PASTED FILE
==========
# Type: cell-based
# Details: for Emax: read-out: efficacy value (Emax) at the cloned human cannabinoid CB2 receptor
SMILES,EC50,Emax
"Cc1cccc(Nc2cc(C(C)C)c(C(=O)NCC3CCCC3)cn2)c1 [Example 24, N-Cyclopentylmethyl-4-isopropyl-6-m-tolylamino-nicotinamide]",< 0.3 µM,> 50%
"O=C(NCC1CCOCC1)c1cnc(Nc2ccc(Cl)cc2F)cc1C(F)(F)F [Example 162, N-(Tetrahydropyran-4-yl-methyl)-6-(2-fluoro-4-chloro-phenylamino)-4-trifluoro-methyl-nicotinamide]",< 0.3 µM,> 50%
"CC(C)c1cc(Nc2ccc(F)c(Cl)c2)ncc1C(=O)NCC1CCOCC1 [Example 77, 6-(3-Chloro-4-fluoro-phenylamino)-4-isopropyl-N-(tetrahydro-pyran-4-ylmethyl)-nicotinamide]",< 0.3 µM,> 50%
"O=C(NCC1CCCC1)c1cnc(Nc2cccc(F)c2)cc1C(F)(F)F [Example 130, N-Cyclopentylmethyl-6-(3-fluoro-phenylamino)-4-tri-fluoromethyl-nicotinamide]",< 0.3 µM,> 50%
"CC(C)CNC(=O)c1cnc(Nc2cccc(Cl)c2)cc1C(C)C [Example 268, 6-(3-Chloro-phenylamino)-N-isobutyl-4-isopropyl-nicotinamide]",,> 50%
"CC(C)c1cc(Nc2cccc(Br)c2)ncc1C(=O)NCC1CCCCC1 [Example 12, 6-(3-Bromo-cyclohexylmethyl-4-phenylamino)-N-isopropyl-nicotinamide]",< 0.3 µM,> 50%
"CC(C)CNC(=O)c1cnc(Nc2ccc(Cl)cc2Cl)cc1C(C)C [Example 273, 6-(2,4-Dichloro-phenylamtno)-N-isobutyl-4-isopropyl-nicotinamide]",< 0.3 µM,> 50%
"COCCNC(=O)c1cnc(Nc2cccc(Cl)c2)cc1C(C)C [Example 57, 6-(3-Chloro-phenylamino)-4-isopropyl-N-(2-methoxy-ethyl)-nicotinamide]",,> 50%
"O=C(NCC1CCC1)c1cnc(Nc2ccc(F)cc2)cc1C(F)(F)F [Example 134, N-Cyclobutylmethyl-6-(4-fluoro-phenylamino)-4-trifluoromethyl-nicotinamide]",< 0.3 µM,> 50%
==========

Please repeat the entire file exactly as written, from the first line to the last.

# Type: cell-based
# Details: for Emax: read-out: efficacy value (Emax) at the cloned human cannabinoid CB2 receptor
SMILES,EC50,Emax
"Cc1cccc(Nc2cc(C(C)C)c(C(=O)NCC3CCCC3)cn2)c1 [Example 24, N-Cyclopentylmethyl-4-isopropyl-6-m-tolylamino-nicotinamide]",< 0.3 µM,> 50%
"O=C(NCC1CCOCC1)c1cnc(Nc2ccc(Cl)cc2F)cc1C(F)(F)F [Example 162, N-(Tetrahydropyran-4-yl-methyl)-6-(2-fluoro-4-chloro-phenylamino)-4-trifluoro-methyl-nicotinamide]",< 0.3 µM,> 50%
"CC(C)c1cc(Nc2ccc(F)c(Cl)c2)ncc1C(=O)NCC1CCOCC1 [Example 77, 6-(3-Chloro-4-fluoro-phenylamino)-4-isopropyl-N-(tetrahydro-pyran-4-ylmethyl)-nicotinamide]",< 0.3 µM,> 50%
"O=C(NCC1CCCC1)c1cnc(Nc2cccc(F)c2)cc1C(F)(F)F [Example 130, N-Cyclopentylmethyl-6-(3-fluoro-phenylamino)-4-tri-fluoromethyl-nicotinamide]",< 0.3 µM,> 50%
"CC(C)CNC(=O)c1cnc(Nc2cccc(Cl)c2)cc1C(C)C [Example 268, 6-(3-Chloro-phenylamino)-N-isobutyl-4-isopropyl-nicotinamide]",,> 50%
"CC(C)c1cc(Nc2cccc(Br)c2)ncc1C(=O)NCC1CCCCC1 [Example 12, 6-(3-Bromo-cyclohexylmethyl-4-phenylamino)-N-isopropyl-nicotinamide]",< 0.3 µM,> 50%
"CC(C)CNC(=O)c1cnc(Nc2ccc(Cl)cc2Cl)cc1C(C)C [Example 273, 6-(2,4-Dichloro-phenylamtno)-N-isobutyl-4-isopropyl-nicotinamide]",< 0.3 µM,> 50%
"COCCNC(=O)c1cnc(Nc2cccc(Cl)c2)cc1C(C)C [Example 57, 6-(3-Chloro-phenylamino)-4-isopropyl-N-(2-methoxy-ethyl)-nicotinamide]",,> 50%
"O=C(NCC1CCC1)c1cnc(Nc2ccc(F)cc2)cc1C(F)(F)F [Example 134, N-Cyclobutylmethyl-6-(4-fluoro-phenylamino)-4-trifluoromethyl-nicotinamide]",< 0.3 µM,> 50%